Die rede waarom sommige Aangeklaagdes versuim om die kennisgewing van voorneme om te verdedig te liasseer, is as gevolg van die feit dat hulle nooit die dagvaardiging ontvang het nie. Die betekening van prosesstukke is slegs ʼn vereiste in gevalle waar die aangeleentheid ʼn persoon se persoonlike status beïnvloed, soos in die geval van egskeidings en sekwestrasies. Aangesien dit is nie ʼn vereiste is dat die Balju persoonlik ʼn dagvaardiging aan die Aangeklaagde moet beteken nie, kan situasies ontstaan waar die Aangeklaagde nooit die dagvaardiging gesien, of ontvang, het nie, ten spyte daarvan dat die Balju dit wel op die aangewese en voorgeskrewe wyse beteken het.[2]

Die bogenoemde vind byvoorbeeld plaas wanneer die sogenaamde domicilium citandi et executandi (ʼn adres wat deur die Aangeklaagde aangedui word as die adres waarna pleitstukke gestuur moet word) nie meer die korrekte adres is nie. Indien die nuwe adres nie aangeteken is nie, sal die Balju steeds die dagvaardiging na die eerste (en dus verkeerde) adres stuur om te beteken.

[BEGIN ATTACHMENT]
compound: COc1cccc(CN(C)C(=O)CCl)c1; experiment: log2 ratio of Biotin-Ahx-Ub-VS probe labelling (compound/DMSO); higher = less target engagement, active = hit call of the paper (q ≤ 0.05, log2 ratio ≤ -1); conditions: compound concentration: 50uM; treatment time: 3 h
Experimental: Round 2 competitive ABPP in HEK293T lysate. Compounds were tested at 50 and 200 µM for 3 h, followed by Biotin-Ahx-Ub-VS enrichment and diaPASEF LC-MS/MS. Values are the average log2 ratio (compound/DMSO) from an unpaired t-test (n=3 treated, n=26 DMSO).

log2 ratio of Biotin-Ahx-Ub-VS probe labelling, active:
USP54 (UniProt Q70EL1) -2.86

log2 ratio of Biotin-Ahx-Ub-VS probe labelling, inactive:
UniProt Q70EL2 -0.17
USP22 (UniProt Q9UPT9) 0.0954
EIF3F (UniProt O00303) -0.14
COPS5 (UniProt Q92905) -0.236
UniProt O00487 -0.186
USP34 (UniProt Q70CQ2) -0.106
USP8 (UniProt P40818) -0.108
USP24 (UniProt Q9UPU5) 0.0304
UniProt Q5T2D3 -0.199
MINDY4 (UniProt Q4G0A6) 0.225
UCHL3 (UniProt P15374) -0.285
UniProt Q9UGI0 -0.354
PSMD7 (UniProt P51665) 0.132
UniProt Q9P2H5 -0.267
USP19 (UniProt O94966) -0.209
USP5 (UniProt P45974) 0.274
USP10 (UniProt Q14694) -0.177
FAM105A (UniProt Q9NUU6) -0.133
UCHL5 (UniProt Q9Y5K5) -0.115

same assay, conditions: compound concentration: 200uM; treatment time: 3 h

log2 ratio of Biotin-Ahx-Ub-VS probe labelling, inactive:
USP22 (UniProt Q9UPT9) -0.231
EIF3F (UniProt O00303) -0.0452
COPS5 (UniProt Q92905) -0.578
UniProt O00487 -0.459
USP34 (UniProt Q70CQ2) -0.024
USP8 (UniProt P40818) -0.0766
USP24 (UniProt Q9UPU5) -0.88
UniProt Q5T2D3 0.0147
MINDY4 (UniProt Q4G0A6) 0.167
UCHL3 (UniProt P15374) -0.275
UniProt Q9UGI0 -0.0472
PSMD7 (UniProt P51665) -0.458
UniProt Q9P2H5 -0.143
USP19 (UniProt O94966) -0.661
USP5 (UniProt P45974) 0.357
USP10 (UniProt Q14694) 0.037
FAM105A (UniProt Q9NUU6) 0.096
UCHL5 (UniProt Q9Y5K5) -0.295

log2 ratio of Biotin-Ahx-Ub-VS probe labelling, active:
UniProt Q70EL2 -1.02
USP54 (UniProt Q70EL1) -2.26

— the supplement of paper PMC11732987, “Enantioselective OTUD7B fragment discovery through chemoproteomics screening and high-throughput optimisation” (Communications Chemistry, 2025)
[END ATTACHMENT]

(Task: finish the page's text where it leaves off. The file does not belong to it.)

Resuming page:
Indien ʼn verstek van vonnis teen ʼn Aangeklaagde aangeteken word, moet sekere stappe geneem word om die vonnis ter syde te laat stel. Volgens die Landdroshofreëls, moet die Aangeklaagde binne 20 dae nadat hy bewus geword het van die vonnis, kennis gee van sy aansoek van tersydestelling.[3] Daar word van die Aangeklaagde (wat nou as die Applikant bekend staan) vereis om in ʼn beëdigde verklaring te verduidelik waarom die saak nie verdedig was nie en wat sy verdediging tot die eis is. Die bewyslas berus op die Applikant om geldige redes te verskaf vir waarom die aksie nie verdedig was nie.[4]

Wanneer ʼn aansoek vir die tersydestelling van vonnis gebring word, geld die volgende beginsels:[5]